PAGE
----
Injection Site Reactions

Author: Marisa Healy, BSN, RN
Last Reviewed: July 29, 2022

What is an injection site reaction?

Some medications are given in a vein (intravenous, IV) or into your skin with a needle (subcutaneous, or SubQ and intramuscular, or IM). These medications can cause reactions in the tissues around an IV or central line. There are two types of reactions that can happen:

  • Irritation reactions are caused by a sensitivity or allergic reaction to the medication. These can be called “flare reactions” and happen during, or right after, the medication is given.
  • Extravasation reactions happen when the chemotherapy drug leaks from the blood vessels into the nearby tissues. This happens in the area where the IV catheter or central line is. Extravasation reactions may happen right away or may happen hours later.

Extravasation reactions can be harmful to the area of the body where the reaction happens. Some medications are known to cause extravasation and special actions may be taken to prevent it. The risk of extravasation with a central line is less than if a peripheral IV (an IV placed in your hand or arm) is used. PICC lines, port-a-caths, and tunneled catheters are all central lines.

How do I manage an injection site reaction?

How a reaction is treated depends on the type of reaction that has happened. Extravasation reactions can cause severe and lasting tissue damage if not treated right away. Your healthcare team will remove as much of the drug as possible from the tissues. They may use antidote medications (medications that counteract or reverse the medication that is causing the problem) to lessen the damage. Plastic surgery may be needed if there is severe tissue damage or a delay in treatment. Hot or cold packs may be used. The treatment depends on which medication caused the reaction.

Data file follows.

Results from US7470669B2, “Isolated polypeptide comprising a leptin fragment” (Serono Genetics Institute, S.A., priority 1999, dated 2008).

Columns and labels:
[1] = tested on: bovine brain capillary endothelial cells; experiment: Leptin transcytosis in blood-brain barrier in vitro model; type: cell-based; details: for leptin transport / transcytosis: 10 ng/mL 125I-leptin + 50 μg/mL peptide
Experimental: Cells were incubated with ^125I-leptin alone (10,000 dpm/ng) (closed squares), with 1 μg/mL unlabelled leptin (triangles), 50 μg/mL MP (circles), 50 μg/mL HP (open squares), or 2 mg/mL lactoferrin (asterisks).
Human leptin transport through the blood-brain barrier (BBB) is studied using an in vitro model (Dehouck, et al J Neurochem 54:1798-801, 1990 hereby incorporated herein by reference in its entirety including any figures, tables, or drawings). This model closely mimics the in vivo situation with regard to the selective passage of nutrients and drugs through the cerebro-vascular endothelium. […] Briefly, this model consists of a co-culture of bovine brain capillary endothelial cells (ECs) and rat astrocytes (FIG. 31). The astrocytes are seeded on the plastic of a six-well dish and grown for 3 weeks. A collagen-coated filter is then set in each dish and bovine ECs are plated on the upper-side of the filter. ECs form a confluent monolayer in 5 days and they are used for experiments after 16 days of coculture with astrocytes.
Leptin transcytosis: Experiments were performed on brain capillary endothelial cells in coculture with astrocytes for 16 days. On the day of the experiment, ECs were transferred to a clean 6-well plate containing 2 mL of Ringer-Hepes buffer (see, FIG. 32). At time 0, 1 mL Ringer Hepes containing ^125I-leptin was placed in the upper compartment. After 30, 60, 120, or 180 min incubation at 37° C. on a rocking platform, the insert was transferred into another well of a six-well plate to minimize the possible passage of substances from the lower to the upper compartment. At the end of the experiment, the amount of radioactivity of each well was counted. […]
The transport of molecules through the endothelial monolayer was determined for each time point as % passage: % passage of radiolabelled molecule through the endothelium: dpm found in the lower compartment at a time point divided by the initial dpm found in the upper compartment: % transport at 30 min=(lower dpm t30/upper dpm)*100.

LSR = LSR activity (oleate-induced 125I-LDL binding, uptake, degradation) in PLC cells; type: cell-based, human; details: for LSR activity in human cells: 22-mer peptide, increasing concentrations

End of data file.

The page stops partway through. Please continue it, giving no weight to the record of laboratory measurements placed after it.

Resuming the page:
Sensitivity or flare reactions are treated with ice or heat, depending on the drug causing the reaction. Do not try to treat injection site reactions yourself unless you have been told to do so by your care provider. If you show signs of an injection site reaction, seek help right away.

When should I contact my care team?

If you have pain, redness, blistering, or itching in the skin around or near the injection site during or after a treatment, let your nurse know or call your care provider right away.


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Langer SW. Extravasation Reactions. Dermatologic Principles and Practice in Oncology: Conditions of the Skin, Hair, and Nails in Cancer Patients. 2013. pp. 295-300.

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